War Support Compared

Support for the Iraq War has dropped faster than that for either the Korean or Vietnam Wars.

The Christian Science Monitor measured the time it took for popular support for all three wars to drop below 50% on the Gallup poll.

It took years for Vietnam to drop below 50% -- in August 1968.

A year and a half for the Korean War to hit the halfway mark in March, 1952.

And just slightly less than that for the Iraq war to cross the 50% threshold in June, 2004. (CSM -- Click on Christian Science Monitor Graphic to read the whole story)

Veterans Enlist as Democrat Candidates

Hotline has the DCCC's list of vets signing up with the Democratic party for Congressional races in 2006. A dozen so far:
  • Chris Carney (PA 10): LtComm in the U.S. Naval Reserve; from '03 to 8/04, served as Special Advisor to the Ass't Sec/Def for Special Ops; activated for Operation Enduring Freedom and Noble Eagle
  • Andrew Duck (MD 06): Intel. Liaison Officer and Intel Staff Officer in Iraq
  • Tim Dunn (NC 08): in U.S. Marine Corps Reserves
  • Jay Fawcett (CO 05): Awarded Bronze Star after serving in first Gulf War
  • Steve Filson (CA 11): retired from Navy in '94
  • David Harris (TX 06): Deployed to Iraq in February, 2003, spending 14 months there as a Logistics Officer. Now Ass't Prof. of Military Science at UT-Arlington.
  • Bryan Lentz (PA 07): commanded a civil affairs unit in Iraq responsible for reconstruction in Mosul
  • Eric Massa (NY 29): Served in Desert Storm, and as Spec. Ass't to Gen. Wesley Clark, served as staff on Armed Services Committee.
  • Patrick Murphy (PA 08): Served in Iraq, awarded Bronze Star in 2/04
  • Joe Sulzer (OH 18): Vietnam veteran, and later mayor of Chillicothe, Ohio
  • Tim Walz (MN 01): A Command Sergeant; served overseas in Iraq during Operation Enduring Freedom
  • Mike Weaver (KY 02): Joined Navy at age of 17, served for 4 years

(The Hotline)

Exit Strategy Fails

Get ouf of Iraq? The President couldn't even get out of the room this weekend. The BBC has video of President Bush's "failed exit strategy" during a news conference. (BBC)

Monday Headlines

Bush Tries to Tone Down Iraq Debate
Bush cools war debate, calls critic "a fine man"

Rumsfeld: US must stay in Iraq
Rumsfeld on ABC: "I didn't advocate Iraq invasion!"
Bush Rewards Mongolia, Iraq War Ally, With US Aid
US probing if al-Zarqawi among dead in gun battle

WHO: Global Flu Surveillance System Needed
US bird flu vaccine stocks insufficient for at least 3 years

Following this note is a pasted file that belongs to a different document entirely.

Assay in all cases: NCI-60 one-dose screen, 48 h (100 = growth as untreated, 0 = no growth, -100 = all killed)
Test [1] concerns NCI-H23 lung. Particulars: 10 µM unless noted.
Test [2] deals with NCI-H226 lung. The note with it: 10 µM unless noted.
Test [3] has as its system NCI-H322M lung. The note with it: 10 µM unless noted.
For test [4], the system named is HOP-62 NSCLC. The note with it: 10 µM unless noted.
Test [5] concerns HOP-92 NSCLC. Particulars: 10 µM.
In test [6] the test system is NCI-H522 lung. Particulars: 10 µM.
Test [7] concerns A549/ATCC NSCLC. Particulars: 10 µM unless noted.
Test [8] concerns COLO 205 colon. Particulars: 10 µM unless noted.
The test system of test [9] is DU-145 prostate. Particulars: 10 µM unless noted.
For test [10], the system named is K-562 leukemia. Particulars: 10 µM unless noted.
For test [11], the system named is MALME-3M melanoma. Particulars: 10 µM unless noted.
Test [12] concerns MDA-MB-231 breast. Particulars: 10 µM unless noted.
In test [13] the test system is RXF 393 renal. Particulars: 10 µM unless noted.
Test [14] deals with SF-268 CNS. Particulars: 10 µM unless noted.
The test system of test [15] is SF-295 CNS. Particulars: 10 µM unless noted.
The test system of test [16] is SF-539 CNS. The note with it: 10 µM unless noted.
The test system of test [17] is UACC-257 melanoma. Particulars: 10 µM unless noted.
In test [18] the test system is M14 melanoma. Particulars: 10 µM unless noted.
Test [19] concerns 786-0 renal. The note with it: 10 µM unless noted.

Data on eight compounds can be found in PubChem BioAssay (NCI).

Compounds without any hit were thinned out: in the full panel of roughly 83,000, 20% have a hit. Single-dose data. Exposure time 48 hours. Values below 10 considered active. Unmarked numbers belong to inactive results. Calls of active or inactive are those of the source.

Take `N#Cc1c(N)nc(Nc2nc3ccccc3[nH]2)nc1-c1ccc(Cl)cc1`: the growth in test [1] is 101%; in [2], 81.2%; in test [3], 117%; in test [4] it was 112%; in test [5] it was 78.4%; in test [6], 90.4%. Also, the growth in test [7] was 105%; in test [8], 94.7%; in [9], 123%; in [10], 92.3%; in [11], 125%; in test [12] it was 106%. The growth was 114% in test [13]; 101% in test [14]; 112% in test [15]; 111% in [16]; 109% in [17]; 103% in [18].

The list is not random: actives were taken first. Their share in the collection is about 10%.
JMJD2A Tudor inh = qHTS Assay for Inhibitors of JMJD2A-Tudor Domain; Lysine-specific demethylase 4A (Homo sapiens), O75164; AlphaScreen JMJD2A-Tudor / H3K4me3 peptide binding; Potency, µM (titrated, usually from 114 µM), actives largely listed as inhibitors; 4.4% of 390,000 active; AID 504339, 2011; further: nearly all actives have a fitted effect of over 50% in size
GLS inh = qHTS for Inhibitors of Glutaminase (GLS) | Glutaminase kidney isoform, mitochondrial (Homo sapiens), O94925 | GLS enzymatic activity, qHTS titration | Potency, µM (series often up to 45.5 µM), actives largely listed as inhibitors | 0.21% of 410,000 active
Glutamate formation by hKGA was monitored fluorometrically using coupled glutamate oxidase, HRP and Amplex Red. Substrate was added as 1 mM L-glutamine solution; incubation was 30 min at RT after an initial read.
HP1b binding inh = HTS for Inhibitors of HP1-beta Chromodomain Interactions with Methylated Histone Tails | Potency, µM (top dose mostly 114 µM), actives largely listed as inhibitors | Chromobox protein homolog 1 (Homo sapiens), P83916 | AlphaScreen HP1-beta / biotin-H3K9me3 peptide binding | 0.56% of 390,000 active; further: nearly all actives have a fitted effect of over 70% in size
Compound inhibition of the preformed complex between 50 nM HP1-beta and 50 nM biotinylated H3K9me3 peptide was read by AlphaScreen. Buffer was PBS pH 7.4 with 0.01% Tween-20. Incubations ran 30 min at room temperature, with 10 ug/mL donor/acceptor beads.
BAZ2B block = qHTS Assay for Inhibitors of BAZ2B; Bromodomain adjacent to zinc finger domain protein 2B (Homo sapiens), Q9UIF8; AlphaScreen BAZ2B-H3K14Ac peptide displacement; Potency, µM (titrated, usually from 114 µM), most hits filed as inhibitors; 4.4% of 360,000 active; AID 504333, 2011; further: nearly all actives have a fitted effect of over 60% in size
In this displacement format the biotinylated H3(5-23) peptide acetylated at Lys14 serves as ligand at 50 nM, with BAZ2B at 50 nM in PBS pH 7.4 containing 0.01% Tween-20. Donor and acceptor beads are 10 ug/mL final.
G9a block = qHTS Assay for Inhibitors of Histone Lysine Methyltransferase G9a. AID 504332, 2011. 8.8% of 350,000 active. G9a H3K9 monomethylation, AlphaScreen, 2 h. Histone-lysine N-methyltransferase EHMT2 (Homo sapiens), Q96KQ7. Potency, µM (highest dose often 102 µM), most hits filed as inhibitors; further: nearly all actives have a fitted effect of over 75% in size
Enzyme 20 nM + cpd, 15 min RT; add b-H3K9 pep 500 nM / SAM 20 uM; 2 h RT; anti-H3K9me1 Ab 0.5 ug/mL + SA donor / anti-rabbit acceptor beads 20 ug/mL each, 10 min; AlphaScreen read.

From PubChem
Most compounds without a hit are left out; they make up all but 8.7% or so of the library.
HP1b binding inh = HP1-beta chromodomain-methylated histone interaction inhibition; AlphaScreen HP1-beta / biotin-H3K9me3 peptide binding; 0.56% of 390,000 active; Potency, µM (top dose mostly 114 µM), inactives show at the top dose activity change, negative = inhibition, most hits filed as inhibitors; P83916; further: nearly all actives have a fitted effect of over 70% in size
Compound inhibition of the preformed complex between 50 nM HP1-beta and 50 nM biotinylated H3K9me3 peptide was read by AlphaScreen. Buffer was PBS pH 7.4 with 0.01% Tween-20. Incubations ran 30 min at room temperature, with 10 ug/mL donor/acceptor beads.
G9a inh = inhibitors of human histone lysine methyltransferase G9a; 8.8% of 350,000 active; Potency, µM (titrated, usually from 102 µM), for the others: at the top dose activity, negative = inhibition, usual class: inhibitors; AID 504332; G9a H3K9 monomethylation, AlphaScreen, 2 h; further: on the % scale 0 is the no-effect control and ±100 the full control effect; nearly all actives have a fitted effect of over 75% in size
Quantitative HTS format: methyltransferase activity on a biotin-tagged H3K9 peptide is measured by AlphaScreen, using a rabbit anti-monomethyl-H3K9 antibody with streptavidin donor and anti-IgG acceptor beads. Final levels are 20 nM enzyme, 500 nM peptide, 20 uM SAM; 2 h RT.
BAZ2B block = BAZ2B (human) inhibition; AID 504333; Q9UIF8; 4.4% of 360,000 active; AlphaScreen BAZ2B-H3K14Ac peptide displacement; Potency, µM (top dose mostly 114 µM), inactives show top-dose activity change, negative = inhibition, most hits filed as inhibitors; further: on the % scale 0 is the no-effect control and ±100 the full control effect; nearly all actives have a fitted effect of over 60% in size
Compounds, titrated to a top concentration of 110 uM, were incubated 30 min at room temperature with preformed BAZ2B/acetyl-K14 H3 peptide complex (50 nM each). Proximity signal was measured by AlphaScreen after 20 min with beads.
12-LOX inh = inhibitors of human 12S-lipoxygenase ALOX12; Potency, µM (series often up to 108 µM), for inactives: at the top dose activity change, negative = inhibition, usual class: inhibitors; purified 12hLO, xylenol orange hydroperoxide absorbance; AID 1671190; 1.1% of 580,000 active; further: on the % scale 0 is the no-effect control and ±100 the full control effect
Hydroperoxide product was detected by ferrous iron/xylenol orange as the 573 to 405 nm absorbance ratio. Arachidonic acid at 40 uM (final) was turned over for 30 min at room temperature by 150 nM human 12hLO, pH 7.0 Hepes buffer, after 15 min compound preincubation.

Mall shooter: "World will feel my anger"
A hostage's view: Store employee had seen danger before in Iraq

TiVo to allow iPod video downloads
TiVo-iPod Deal Trumps Disney

'Goblet of Fire' nets $100M in first 3 days

Et Tu, Barney?

With President Bush's poll numbers in the cellar, no politicians want to be seen with him -- fearful the bad numbers will rub off.

Even the President's dog, Barney (right) appears to be avoiding him these days. Not the loyal friends past Presidents have had in their dogs.



MP3 File

Sunday, November 20, 2005

Pay Raise for Congress

On Friday, masked by attention to the politically charged vote on Iraq, Congress gave itself a pay raise.

The Senate had earlier this year rejected the automatic cost of living raise -- but that fell apart as the two chambers worked on differences.

The Friday vote adds $3,100 a year to a Congressman's annual salary.

That'll bring their pay to $165,200 a year.

Friday, November 18, 2005

New Grand Jury Sought -- More Indictments Possible

In a sign that more indictments could come out of the CIA Leak investigation, Special Counsel Patrick Fitzgerald has said a new grand jury will be needed.

An earlier grand jury returned five indictments against former Vice Presidential Chief of Staff Lewis "Scooter" Libby. (Reuters)

Did the Bumper Sticker Come with that Shotgun?

Cops in Colorado are looking for the gunman in a road rage incident. He pulled a shotgun and fired on another driver in Littleton. The suspect's car is a Toyota Corolla with a "Respect Life" bumper sticker. (The Denver Channel)

Friday Headlines

Congress Slashes Spending for Poor & Elderly;
Bush Promises Veto if Oil Company Tax Breaks are Cut
In Loss for GOP, House Rejects Spending Plan
House GOP Passes Cuts, Barely

Democratic Hawk, War Veteran: Troops Out of Iraq Now
White House Compares Rep Murtha to Michael Moore

Childhood Deaths in Japan Bring New Look at Flu Drug
New bird flu outbreaks in China

Not Since Deep Throat Has a Woodward Source Held So Many

Castro laughs off CIA report he has Parkinson's
Indignant Castro claims to feel `better than ever'

Tax Cuts Not so Sweet Anymore

Voters have suddenly started rejecting tax cuts. Whatever will politicians promise us instead?

MP3 File

Voters Showed Less Appetite for Tax Cuts

Fuzzy Math Fallout

Thursday, November 17, 2005

"Don't do Iraq Unless it's Good News"

GQ's latest issue tunes into Watching Washington's favorite broadcast company -- Sinclair Broadcast Group.

The article recounts some of our favorite postings here -- the anti-Kerry documentary the company tried to air right before the election, their refusal to carry Nightline's tribute to fallen troops in 2004, and their role in the Pundit Payola Scandal.

But GQ also delves into the background of Sinclair's owners -- David and Duncan Smith.

GQ reports Duncan Smith is an environmentalist, while David got his start selling bootleg porn.

The article details the growth of the Smith's political power and rise of their company to be the largest independent television station owner in the US. It looks into their ties with Congress, the FCC, and their use of the airwaves to promote a conservative agenda.

It also recounts job interviews where applicants were asked their position on every hot-button political issue from abortion to to drilling in the Artic National Wildlife Refuge -- and the message to the newsroom: "Don't do Iraq unless it's good news." (GQ)